1. Hi Paul, I like your comparison with spending time in gyms. For the last few weeks I’ve spend many hours with a shovel a pickaxe and a wheelbarrow taming the wilderness in the back of our garden to be able to plant fruits and veggies and to finally set up my bandsaw (that’s been sitting unused and wrapped in foil for two years in the garden because there was no space inside) under a small canopy (that is yet to be built) digging out many old stumps including pine, maple, Robinia and a few smaller hazels and others all grown over by ivy and steering a few hundred wheelbarrow loads onto a steadily growing hill. What an exercise! The neighbors of course knew that it could be done with excavators and all kind of equipment much quicker but then I couldn’t listen to the birds singing, I wouldn’t learn more about the properties of the different species with maple roots snapping due to their brittleness whereas I enjoyed tying knots in the pine roots etc etc. Yes, it’s donkey work but it’s calm and outside. Have a good week, Paul!

  2. Vidar Fagerjord Harboe

    I know that feeling of stacking up parts ready for the next step. Love it! And sweeping up the results of good, manual labor – there’s few things that comes close to it, in my mind.
    Also good to see that Mr. Paul Sellers indeed do use a select few other tools than the usual suspects. No luxury items, I think. A 16” band saw is no small investment, but I would not be without mine. If I need to remove 10mm off of a piece, I saw it off. The offcut can be used in small projects or laminations, not become an offering to the god of dust collector bins via the thicknesser – or a big heap of curly shavings which I can find little to no use for.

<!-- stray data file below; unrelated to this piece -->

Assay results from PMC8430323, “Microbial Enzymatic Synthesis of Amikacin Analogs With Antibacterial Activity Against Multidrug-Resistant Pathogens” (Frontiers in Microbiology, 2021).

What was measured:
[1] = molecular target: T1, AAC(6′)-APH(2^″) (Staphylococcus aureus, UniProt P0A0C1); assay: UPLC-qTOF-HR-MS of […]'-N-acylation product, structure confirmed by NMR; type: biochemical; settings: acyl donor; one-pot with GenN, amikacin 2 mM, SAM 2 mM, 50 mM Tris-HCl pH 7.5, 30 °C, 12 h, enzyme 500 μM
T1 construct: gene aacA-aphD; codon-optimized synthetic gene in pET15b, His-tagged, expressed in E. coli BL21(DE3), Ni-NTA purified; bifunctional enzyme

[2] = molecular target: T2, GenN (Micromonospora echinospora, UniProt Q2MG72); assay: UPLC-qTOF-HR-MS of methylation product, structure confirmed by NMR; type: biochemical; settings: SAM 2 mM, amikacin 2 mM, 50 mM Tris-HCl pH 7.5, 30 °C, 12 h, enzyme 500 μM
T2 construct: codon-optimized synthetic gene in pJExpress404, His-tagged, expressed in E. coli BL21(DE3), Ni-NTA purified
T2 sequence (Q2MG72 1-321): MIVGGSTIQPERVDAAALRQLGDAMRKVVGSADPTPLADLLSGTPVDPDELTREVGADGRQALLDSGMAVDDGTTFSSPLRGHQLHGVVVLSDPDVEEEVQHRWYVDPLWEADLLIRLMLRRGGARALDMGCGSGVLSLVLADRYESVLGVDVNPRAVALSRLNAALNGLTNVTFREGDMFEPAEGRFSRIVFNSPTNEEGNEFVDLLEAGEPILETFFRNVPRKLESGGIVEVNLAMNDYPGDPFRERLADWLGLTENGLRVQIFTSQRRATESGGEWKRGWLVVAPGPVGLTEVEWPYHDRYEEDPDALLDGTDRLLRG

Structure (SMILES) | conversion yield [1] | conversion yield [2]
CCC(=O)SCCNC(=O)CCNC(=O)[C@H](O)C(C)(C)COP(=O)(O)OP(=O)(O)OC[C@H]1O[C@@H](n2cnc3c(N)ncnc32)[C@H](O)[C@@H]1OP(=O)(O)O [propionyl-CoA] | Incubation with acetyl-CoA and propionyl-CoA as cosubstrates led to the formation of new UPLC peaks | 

And as you pointed out: a few swipes with the hand plane, and the surface is left pristine.
    “Work smart, not hard” indeed. Even though following that advice can and will (and should?) involve a moist forehead from time to time..

  3. dear paul,

    off topic apologies, but I wonder if one day…perhaps for a relaxing break from furniture making 🙂 … you might consider doing a blog or masterclass video on making a sash window and frame?
    I can see from prior passing comments you’ve made (eg about water drip channels) that you are knowledgeable about this, and I suspect there are a few tricks to doing this ‘properly’.
    there are some seriously scary videos on youtube for making windows/ frames via machines with no guards, but decent window making – particularly with hand tools – seems a dying or dead art unfortunately (with not much information i could fine), and it would be nice to see how it can be done well.
    otherwise if you know of a book or other resource about window making that would be much appreciated.
    a window and frame seems like it might also be something that would be fantastic for building skills (??), and would be handy to light a darkened shed, let alone a living room!

    kind rgds
    paul

    1. Hello – take a look at the book “Door making and Window making”. This has been republished by Lost Art Press. Also available in pdf form.